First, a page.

Maximus.  That $120 pricetag is
ridiculously cheap for a remold of Fortress Maximus.  All the other sellers were slashing their
prices (from as high as $250)  to match
their awesome price.  Sadly, I was a high
school junior with no job, so even $120 was too much for me.
(That’s God Ginrai in the bottom center… Yup, 2/3 of this pic came out of past Anime Expos while the remaining 1/3, the right side are American toys that i wish i had obtained at an Anime Expo )

 

The year after that, while my friends and I attended the
opening ceremony, I left halfway through because it bored me.  I went into the exhibit hall, and saw
Hobbylink Japan’s booth with their Japanese Rereleses of G1 Transformers (this
was the early 2000s, so it was the first time this was happening).  It was just the opening hours of the
convention and they were at their last Reissue of God Ginrai and G1 Megatron,
and both were discounted.  The God Ginrai
was down from $120 to a mere $30, and the G1 Megatron was down from $150 to
$80.  I quickly snagged the toys, but
that was it for most of my shopping budget.
I rounded off my shopping with the then-Japanese Exclusives of the
Transformers non-transforming PCV figures…. Yes, Transformers that neither
transformed, or moved… Yup.
I was also a giant robot fan, but Soul of Chogokin toys were
too expensive for me to afford, so I settled with the larger, but less
functional Vinyl Mazinger Z and UFO Grendaizer figures that I got for $30
each.
Since I ran out of money fast,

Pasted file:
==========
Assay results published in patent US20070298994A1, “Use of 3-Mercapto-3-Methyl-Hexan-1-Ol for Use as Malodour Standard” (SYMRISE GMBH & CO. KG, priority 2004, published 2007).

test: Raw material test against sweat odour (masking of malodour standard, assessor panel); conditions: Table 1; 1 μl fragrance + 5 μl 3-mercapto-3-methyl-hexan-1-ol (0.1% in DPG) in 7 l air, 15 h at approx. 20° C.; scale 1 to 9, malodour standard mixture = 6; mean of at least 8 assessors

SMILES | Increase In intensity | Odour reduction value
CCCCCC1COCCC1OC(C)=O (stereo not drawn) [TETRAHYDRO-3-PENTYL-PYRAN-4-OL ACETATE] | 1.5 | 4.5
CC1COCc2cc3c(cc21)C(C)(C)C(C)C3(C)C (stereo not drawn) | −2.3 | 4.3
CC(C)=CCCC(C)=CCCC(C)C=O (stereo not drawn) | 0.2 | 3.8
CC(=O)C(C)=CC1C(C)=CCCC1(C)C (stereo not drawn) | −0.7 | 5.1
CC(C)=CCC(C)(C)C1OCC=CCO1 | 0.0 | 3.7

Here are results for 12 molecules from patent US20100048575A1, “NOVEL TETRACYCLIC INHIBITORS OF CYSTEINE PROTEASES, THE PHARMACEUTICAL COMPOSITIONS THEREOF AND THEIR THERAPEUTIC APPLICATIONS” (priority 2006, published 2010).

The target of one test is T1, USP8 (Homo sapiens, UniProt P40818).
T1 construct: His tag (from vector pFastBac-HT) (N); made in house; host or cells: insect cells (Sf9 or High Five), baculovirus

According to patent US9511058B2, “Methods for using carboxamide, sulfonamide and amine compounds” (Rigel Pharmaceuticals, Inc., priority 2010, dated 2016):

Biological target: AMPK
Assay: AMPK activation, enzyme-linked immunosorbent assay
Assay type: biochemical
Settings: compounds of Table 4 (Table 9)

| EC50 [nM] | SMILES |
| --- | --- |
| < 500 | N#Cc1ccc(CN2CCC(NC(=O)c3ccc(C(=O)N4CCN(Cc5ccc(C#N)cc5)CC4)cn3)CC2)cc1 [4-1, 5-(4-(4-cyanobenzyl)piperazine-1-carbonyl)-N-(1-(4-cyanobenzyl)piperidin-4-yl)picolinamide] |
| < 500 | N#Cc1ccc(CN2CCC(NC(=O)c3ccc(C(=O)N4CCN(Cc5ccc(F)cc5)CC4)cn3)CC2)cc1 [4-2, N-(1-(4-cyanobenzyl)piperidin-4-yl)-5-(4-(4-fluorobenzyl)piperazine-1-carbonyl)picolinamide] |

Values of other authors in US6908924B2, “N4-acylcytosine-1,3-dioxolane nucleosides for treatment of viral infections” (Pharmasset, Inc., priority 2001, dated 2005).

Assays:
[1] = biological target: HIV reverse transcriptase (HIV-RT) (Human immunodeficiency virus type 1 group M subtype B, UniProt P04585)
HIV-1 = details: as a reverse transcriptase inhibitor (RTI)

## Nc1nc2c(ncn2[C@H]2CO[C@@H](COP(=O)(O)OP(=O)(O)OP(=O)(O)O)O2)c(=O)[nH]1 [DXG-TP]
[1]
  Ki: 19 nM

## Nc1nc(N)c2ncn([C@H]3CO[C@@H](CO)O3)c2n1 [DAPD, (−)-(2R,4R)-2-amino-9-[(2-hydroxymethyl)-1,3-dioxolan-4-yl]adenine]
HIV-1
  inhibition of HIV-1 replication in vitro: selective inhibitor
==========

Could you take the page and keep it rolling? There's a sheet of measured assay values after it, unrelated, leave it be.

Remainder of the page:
I learned to appreciate the other activities.
The guest panels did not appeal to me much, since I was not caught up
with the latest anime and manga at the time.  The karaoke room,
which was open for 24 hours for most of the convention became the standard
meeting place of the group of high school friends I carpooled with.  Even though I was mostly a spectator, I
enjoyed the different kinds of performances, and actually got me into the anime
that had more interesting songs.
A masquerade entry: Jon Talbain, the Warewolf from Darkstalkers.  Still awesome by today’s standards!  (this pic also shot on film and scanned, hence the overexposure)

 

The viewing rooms were great because they were
air-conditioned, but not saturated with people.
They also, at least during those and the Anaheim years, had these
waterjugs at the back of the room, so you could get refreshed and recover in the
room, and even fill up your water container while you were at it.  The anime being shown were pretty nice, too.  If I can remember, the rooms were separated
loosely by type.  One room would have the
current popular Americanized anime being shown in their dubbed versions.  Another room ran 1-3 episode tastes
(basically 1 volume of a series) of the current popular anime from studios like
CLAMP.  Another couple of rooms (this was
the majority of the rooms, maybe 2-3 viewing rooms) showed not-so-new anime,
but ones that were being sold and distributed on DVDs (and VHS at the
time).
These were the days when Final Fantasy IX and Chrono Cross cosplays were new and popular!

 

This is also the time I started to appreciate cosplay.  Back then, in late 1990s and early 2000s, the
cosplay community felt very elitist, so I was afraid to start out and be
anything but amazing.  At the time, I was
only a spectator, and far away from being a participant in the cosplay
scene.  Heck, I barely even took pictures,
as this was the time when people still used film on their personal cameras.  That makes it around 24 shots per roll of
film, plus accounting for mistakes/retakes, and that’s not a lot.  My
first year, I think I ended up with 12 pictures that developed well.

One of the groups participating in the Masquerade: an Ah! My Goddess group.
My first cosplay was barely even chronicled for posterity,
since I either had them in film and lost the negatives, or I had them in
digital versions, but chose to store them on some late 1990s media-storage
sites.  I know some of them made it to my